At first glance you’d be forgiven for thinking the new Sydney Metro rail line will turn the suburbs between Sydenham and Bankstown into an urban paradise.
Amid cheerful community facilities and cycle paths, the Department of Planning’s zoning brochure shows a colourful mass of new higher-density zones. Every town centre along the route – including Campsie, Lakemba, Canterbury and Belmore – is in line for a facelift. A raft of new apartment towers, pavement cafes and boutiques will crowd around the Metro stations.
All cities need renewal, and no-one would argue that this part of Sydney isn’t crying out for it. However, the government of New South Wales needs to explain what the changes will mean for existing residents. Compared with the rest of the city, they are typically poor, older and renters. What’s in it for them?
And who’ll profit from the value uplift that will flow from the massive investment of taxpayers’ funds, both from higher land values resulting from the new density and from being snug up against a new Metro line?
A scale map of the proposed Sydney Metro, which will convert existing railways lines to automated rapid transit. Image: Strata8/Wikimedia Commons.
These are just two of the outstanding questions to which the government should already have articulated some answers. That’s because, as each day passes, developers are doing their maths based on the existing scenario set out by the Department of Planning. Soon it will be too late to retrofit any changes.
Where do existing residents fit in?
To understand the reality, it’s worth taking a closer look at the area along this stretch of the new Metro.
The Sydenham-to-Canterbury corridor is home to one of the largest concentrations of lower-income renters in Sydney, compounded by a large population of retirees on fixed, low incomes. Gentrification, the driver for urban renewal across much of Sydney, has not come knocking on these doors – yet.
So, what percentage of the 36,000 new apartments and other dwellings along the renewal corridor has been allocated for affordable housing? We can be sure they won’t be pitched at the pockets of those who live there now.
And as new investment comes in, so rents will rise. Without a significant affordable housing component, many of the essential workers who live there today – the mechanics, care attendants and shop workers – will be pushed further towards Sydney’s periphery. That will leave the rest of the city struggling to get the lower-paid workforce it needs to function productively.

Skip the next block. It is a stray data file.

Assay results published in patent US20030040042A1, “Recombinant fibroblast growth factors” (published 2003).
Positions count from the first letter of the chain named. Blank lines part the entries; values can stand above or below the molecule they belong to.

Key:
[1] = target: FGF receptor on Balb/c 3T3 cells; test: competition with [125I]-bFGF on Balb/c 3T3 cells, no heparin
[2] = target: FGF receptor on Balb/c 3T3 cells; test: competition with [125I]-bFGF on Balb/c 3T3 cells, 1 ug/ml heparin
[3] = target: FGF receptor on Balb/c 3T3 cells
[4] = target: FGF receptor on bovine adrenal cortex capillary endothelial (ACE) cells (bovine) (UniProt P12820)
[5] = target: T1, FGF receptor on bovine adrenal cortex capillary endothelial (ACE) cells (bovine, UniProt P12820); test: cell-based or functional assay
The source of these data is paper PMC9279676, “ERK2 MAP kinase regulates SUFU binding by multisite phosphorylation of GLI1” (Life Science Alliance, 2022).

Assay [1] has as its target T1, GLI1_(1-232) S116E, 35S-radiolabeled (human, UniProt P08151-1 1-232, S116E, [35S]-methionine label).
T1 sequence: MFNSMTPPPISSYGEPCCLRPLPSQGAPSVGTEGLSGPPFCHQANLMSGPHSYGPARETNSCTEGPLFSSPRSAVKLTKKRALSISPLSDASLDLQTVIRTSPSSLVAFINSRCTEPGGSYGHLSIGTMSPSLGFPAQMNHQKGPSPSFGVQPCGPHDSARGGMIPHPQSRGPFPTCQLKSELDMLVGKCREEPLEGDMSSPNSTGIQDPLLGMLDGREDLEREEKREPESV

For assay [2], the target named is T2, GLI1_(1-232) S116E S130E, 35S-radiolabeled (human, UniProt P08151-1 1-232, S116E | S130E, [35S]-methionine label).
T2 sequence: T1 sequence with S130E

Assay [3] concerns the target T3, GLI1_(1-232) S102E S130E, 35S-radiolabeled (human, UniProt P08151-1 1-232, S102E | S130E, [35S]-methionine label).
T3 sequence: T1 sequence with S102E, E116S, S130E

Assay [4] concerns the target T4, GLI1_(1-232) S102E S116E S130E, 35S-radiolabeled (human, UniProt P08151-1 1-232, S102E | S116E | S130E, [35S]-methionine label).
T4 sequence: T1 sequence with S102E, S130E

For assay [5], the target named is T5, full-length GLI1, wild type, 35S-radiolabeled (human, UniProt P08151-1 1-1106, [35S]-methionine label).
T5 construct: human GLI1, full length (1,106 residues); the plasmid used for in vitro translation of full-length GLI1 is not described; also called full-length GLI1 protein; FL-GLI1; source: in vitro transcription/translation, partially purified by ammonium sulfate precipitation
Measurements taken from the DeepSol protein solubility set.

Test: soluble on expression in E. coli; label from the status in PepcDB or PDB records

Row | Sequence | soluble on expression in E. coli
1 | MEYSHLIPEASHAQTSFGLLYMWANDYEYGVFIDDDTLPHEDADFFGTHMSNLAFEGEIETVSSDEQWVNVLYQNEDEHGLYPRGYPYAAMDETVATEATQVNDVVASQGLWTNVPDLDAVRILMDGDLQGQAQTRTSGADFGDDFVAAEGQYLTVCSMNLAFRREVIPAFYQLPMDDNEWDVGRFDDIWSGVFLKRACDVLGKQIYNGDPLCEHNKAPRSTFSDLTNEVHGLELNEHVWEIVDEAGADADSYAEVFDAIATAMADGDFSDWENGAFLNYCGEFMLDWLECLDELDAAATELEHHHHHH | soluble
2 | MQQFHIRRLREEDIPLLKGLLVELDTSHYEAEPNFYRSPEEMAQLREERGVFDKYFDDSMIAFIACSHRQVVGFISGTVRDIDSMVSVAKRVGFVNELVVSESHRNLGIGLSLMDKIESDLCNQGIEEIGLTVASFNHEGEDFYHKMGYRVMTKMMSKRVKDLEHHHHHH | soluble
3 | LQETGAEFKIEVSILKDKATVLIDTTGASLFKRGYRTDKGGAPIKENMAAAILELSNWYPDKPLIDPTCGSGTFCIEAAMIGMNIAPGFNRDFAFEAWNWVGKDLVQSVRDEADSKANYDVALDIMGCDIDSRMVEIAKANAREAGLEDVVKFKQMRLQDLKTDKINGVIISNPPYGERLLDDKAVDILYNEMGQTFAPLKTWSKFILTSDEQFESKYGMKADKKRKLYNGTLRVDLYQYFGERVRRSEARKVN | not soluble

In comparable renewal projects in cities like London and New York, a significant proportion of new stock is set aside as affordable housing, precisely to avoid such problems. It’s accepted as completely reasonable that lower-income working families should also benefit from new housing delivered as a result of public investment.
The government in Sydney must make it clear to developers exactly what proportion of the new homes will be set aside for this purpose – and quickly. The case for a zoning policy that mandates a proportion of all new homes as affordable has never been clearer.
The government also needs to show us where it is placing services, such as the new schools that the expanded population will need. With the government’s zoning map not identifying where these services will go, land-owners will rightly question any subsequent proposal for a school or park that would diminish their profits from possible residential development.
The state government has provided artist’s impressions of new stations, but no details of its treatment of expected value gains. Image: AAP/NSW Government.
The government has not yet provided any explanation of the expected amount of the massive value uplift that will come from the Metro and all the amenity upgrades.
Nor have we been told whether any of it will be used to fund the Metro itself or investment in the infrastructure that will be needed to make this extensive new precinct vibrant and liveable – let alone whether it will be used to provide for affordable housing.
A model for inclusive renewal
Let me suggest a way the government can tackle all this.
We need a new model of inclusive renewal. Why not establish an arm’s-length, non-profit corporation to work in consortia or joint ventures with councils, landowners, businesses, residents (particularly in older strata properties), developers and the community housing sector?
Innovative funding for new infrastructure could come through hypothecated value-capture mechanisms. These could take the form of up-front levies on land and property sales and public borrowing supported by the increased local rates that will be collected. In this way the value uplift will be properly shared and paid for over the longer term.
Planning should be devolved to the newly amalgamated council in line with the district plans being drawn up by the Greater Sydney Commission. Affordable housing would be the responsibility of community housing providers, working with developers and the new agency. The model would also apply to other town centre and corridor renewal projects.
The new Sydney Metro promises a revolution in mass transit. However, the accompanying renewal of this corridor will affect one of the most socially and economically disadvantaged communities in Sydney. Perpetuating – or indeed enhancing – that disadvantage through wide-scale displacement and unaffordable apartment building would be disastrous.
This new urban paradise must not be just for those with deep pockets.
Bill Randolph is director of the City Futures Research Centre at the UNSW Australia.
This article was originally published on The Conversation. Read the original article.
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